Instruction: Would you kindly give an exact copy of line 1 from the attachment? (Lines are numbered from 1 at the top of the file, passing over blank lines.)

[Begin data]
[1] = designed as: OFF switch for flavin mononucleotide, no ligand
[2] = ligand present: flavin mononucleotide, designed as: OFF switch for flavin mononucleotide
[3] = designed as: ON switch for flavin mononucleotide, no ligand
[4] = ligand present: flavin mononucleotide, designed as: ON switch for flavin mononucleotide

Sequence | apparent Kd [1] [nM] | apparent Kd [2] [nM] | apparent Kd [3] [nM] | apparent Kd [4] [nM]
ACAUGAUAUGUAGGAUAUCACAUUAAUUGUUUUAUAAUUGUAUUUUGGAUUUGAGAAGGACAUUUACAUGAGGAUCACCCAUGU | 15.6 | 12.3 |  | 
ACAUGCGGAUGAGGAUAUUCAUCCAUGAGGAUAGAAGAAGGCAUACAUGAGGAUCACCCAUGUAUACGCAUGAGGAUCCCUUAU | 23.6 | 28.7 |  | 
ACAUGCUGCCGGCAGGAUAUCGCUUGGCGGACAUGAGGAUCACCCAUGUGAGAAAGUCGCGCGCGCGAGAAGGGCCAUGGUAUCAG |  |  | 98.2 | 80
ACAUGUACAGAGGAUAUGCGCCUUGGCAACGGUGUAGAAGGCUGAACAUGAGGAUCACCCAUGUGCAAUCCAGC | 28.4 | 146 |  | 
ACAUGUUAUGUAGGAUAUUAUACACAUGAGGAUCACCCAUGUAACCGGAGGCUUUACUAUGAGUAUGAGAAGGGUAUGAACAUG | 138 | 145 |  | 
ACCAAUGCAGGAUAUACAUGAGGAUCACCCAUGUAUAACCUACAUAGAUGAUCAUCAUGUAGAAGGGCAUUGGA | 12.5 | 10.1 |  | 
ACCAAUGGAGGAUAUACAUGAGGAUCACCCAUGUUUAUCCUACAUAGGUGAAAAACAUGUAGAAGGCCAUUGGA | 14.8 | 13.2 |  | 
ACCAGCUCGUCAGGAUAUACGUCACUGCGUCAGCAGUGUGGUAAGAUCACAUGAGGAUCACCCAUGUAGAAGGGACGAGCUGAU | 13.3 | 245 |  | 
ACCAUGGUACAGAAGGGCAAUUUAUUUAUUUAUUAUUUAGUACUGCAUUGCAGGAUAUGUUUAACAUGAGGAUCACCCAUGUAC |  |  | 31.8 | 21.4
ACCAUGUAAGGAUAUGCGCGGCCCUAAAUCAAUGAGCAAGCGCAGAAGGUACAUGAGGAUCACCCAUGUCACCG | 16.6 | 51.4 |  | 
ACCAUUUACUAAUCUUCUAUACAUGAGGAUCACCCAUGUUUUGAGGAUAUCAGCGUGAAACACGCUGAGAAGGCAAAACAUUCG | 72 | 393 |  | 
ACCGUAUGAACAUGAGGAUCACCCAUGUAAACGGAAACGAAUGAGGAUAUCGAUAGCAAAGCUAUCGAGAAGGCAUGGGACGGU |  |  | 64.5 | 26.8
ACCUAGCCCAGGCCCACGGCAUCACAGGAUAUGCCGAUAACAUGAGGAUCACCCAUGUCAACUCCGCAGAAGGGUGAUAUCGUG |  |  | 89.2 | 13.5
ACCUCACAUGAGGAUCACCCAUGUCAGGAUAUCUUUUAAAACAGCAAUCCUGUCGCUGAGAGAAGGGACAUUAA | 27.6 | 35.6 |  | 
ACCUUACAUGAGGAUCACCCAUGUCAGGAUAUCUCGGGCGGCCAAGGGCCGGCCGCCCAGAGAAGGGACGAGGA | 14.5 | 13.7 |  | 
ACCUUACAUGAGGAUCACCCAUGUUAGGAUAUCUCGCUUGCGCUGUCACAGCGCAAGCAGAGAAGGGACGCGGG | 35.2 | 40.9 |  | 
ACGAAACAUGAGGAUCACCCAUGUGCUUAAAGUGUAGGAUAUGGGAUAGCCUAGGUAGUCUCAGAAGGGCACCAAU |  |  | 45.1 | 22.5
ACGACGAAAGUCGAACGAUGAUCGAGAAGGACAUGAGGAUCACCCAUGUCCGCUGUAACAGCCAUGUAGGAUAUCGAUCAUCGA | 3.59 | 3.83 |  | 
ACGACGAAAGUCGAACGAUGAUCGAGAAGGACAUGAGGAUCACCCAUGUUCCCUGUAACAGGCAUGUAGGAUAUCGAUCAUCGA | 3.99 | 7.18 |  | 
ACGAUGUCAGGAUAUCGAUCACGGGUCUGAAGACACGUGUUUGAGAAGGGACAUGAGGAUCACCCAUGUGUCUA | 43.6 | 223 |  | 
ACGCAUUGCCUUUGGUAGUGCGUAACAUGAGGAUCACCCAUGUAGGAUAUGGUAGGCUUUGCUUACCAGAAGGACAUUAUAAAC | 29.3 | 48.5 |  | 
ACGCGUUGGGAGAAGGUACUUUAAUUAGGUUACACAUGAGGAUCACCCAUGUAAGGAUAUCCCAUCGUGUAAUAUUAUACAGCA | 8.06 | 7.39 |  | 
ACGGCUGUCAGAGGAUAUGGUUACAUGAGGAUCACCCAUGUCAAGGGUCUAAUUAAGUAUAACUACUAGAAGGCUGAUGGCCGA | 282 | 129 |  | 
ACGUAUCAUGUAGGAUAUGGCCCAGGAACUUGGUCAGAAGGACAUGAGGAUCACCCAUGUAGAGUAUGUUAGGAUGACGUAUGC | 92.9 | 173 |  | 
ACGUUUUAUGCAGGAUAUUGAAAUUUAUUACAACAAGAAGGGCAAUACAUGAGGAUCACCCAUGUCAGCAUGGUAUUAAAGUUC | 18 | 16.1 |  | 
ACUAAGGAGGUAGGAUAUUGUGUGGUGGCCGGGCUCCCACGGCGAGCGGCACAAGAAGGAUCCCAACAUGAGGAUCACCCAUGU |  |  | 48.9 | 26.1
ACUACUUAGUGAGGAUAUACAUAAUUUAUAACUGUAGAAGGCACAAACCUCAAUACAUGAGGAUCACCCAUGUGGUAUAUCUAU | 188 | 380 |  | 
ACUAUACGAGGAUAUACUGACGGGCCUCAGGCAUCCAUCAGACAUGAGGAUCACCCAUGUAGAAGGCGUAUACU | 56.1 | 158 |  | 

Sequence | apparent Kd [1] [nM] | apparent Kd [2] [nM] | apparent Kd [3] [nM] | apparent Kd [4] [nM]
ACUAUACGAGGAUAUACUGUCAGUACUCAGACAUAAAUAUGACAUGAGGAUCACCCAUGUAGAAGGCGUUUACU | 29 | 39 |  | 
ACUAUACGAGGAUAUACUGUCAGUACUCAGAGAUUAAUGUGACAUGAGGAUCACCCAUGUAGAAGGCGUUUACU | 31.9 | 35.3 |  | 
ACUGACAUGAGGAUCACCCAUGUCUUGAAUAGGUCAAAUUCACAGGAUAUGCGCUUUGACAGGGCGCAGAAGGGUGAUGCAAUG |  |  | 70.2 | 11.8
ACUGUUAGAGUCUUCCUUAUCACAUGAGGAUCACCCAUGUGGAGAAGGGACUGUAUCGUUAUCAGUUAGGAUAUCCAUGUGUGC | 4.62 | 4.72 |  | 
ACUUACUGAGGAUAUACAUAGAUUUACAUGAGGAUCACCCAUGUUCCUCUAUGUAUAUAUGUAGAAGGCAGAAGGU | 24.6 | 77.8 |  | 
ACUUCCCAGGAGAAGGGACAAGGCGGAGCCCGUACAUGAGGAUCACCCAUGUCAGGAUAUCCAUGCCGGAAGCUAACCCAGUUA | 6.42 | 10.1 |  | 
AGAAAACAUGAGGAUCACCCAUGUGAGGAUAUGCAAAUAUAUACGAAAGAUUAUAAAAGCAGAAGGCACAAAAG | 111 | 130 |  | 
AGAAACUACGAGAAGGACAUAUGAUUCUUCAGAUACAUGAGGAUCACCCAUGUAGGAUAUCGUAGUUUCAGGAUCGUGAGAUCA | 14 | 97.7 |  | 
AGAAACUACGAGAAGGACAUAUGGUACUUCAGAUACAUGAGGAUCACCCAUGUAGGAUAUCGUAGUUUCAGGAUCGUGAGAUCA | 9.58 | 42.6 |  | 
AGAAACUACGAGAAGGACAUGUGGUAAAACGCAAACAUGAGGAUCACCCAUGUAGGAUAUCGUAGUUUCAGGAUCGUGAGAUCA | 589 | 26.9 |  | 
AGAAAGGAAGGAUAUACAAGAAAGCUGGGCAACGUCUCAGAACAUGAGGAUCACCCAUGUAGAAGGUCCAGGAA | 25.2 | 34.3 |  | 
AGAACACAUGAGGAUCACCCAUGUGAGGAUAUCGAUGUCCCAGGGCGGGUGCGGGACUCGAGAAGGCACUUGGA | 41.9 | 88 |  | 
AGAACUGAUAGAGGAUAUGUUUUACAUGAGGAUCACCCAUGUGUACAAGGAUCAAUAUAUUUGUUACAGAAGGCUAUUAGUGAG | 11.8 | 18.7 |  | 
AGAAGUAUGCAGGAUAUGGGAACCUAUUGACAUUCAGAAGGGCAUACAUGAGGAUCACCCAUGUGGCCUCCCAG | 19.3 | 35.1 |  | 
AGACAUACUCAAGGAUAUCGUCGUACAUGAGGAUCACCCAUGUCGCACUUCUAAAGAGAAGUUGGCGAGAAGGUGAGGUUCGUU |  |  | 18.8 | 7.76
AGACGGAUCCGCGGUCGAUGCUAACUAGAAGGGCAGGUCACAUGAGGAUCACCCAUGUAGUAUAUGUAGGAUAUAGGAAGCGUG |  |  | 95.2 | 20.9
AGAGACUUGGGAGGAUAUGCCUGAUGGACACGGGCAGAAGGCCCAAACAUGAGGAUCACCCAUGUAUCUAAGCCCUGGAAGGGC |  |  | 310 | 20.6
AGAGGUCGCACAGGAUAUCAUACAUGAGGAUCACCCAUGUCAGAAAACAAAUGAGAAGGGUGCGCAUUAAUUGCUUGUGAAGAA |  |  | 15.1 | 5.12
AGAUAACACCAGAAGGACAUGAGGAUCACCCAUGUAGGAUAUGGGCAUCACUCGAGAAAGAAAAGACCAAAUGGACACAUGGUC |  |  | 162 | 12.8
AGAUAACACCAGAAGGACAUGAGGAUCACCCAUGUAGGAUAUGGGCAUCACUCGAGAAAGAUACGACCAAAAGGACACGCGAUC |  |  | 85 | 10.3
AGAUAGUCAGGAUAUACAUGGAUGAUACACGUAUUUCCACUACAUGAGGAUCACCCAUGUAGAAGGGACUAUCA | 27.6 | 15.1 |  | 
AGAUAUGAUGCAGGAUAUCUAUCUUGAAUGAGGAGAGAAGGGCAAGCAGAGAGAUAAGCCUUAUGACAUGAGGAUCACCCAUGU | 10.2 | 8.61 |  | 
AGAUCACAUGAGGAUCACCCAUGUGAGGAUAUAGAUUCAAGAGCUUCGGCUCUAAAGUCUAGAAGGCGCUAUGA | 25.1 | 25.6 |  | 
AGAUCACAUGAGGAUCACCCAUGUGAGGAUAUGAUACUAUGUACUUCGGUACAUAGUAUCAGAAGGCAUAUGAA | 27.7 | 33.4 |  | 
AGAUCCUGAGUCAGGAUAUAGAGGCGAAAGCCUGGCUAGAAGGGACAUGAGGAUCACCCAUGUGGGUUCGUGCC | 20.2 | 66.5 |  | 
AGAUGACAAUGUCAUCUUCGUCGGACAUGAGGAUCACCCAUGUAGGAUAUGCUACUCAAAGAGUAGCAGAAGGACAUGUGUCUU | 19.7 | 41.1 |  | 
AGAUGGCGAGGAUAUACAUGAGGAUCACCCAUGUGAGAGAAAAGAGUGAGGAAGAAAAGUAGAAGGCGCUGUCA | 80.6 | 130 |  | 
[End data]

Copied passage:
[1] = designed as: OFF switch for flavin mononucleotide, no ligand